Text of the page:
Nieves' attitude resonates with pitching staff
Sox's first-year pitching coach provides calming, positive atmosphere
BOSTON -- The man in the corner office has too much work to do.
"Being the manager of the Boston Red Sox, I can't even imagine the things that are on his plate on a daily basis," catcher David Ross said of John Farrell. "So he has enough to worry about."
Clay Buchholz put it simply.
"We talk to John a lot, and I'm around him every day, but on the pitching side of things, [Juan Nieves] is the guy everybody goes to."
Nieves is the man who sits in the room behind the corner office, just past the clubhouse. He's the one who showed up to Fenway Park early Sunday morning to study more tape of a Twins offense the Red Sox won't face for more than a week. He's also the one now assigned with Farrell's old job, the pitching coach.
Farrell likes to delegate responsibility. He doesn't step on the toes of his other coaches. He puts faith in them.
In return, Nieves has helped turn around a pitching staff that ranked 27th in the Majors last season with a 4.70 ERA. Through Sunday, the Red Sox ranked seventh with a 3.39 ERA, as they owned the best record in the Majors at 18-7.
"One of the biggest things I've always said about this team is they've seen death in their own eyes," Nieves said. "It's been tough the last year and a half, but the way these guys come together, and they stick together, and they fight together, they work together -- it's amazing. You would think after going through tough times the bitterness would be very hard."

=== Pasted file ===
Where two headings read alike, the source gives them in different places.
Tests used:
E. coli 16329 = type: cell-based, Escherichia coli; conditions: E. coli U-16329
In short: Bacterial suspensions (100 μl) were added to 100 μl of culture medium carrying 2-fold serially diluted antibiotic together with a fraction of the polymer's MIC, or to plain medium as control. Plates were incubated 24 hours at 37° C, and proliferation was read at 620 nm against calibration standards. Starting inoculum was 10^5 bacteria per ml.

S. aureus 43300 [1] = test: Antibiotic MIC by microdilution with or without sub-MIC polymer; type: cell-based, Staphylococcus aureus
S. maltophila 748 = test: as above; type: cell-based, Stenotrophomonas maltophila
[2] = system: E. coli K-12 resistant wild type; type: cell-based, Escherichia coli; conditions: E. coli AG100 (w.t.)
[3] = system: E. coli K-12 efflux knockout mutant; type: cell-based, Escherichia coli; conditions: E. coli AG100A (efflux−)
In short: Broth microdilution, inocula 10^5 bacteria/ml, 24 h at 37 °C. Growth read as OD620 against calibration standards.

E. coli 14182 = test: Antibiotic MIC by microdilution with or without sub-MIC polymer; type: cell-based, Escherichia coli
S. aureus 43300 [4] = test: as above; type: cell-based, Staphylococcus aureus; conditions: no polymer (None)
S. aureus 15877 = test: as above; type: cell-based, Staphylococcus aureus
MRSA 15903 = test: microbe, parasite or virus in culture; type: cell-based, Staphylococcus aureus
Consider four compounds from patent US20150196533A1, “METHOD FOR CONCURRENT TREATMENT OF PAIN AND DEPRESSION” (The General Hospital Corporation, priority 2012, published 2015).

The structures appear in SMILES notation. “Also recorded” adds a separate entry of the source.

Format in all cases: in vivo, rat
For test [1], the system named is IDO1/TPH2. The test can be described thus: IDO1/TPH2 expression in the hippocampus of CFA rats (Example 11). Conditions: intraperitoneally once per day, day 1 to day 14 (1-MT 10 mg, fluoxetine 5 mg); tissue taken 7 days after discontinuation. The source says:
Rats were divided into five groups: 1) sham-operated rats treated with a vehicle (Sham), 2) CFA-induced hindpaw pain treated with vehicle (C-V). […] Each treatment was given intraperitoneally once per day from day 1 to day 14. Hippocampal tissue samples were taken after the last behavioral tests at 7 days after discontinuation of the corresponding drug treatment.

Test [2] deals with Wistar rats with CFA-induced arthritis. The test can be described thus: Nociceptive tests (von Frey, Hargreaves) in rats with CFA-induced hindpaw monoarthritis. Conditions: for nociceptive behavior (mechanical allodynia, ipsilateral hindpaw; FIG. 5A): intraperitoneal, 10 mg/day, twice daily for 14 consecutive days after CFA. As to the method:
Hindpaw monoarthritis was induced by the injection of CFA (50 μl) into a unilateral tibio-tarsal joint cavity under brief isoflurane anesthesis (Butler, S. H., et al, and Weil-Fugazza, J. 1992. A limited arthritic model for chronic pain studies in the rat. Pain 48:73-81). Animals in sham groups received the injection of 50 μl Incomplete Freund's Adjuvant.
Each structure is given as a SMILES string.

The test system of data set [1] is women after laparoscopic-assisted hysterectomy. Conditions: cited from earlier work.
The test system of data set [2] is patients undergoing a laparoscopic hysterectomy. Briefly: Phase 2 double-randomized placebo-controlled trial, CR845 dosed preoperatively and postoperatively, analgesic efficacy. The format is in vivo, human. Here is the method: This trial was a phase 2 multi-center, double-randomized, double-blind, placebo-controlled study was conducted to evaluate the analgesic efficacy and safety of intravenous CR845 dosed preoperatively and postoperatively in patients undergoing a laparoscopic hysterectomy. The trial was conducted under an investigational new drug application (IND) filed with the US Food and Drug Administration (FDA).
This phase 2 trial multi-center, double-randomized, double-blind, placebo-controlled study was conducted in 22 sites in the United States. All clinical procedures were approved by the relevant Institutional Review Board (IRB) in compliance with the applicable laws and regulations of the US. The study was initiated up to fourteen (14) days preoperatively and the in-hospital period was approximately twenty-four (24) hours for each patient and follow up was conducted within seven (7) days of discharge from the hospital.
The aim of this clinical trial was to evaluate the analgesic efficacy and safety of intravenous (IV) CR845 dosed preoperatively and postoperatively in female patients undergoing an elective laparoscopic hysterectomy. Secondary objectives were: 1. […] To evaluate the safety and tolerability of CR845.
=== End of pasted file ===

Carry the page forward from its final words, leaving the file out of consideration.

About 20 minutes had passed in the first official workout of Spring Training and Buchholz had injured his right hamstring while trying to cover first base during a drill.
Newspaper headlines brought a moment of fear back to Red Sox fans. Buchholz, though, felt little of that.
"When I was out for that couple weeks, [Nieves] would just send me little texts, like, 'Hey, just thinking about you. Hope everything is going well,'" Buchholz said. "Whatever we have on the schedule, if we're throwing a bullpen [session] the night before, he'll text me, 'Hey, just want to let you know it's a good step in the right direction. Can't wait to get to the field and get you off the mound a little bit.'
"He just makes you feel good about the process, and right there is probably the biggest key for me."
Buchholz hardly missed a beat in Spring Training, while the confidence Nieves has helped him recapture has carried over to the season. Buchholz is off to a 5-0 start with a 1.19 ERA after posting a 4.56 ERA in 2012.
"He's one of the best, if not the best, coaches I've been around," Buchholz said. "With everybody, not just me. He's a real positive type of person. There's always something positive to take, even situations that it's hard to take good thing from, he finds a way to get positive information and make you feel good about different things. You don't get that with everybody.
"It's a tough job to do, especially when you have guys that have been in the big leagues for a little bit, to try to make them feel good about something that maybe was a failure."
Jon Lester doesn't seem to lose his temper with umpires as often as he used to, and he went four starts this season without having a problem.
Until his last outing, Wednesday against the A's, when he was finally ignited again. Lester walked two in the first inning and at least one batter in five of the six innings he pitched in. He was screaming from the mound and punching his glove as he walked off.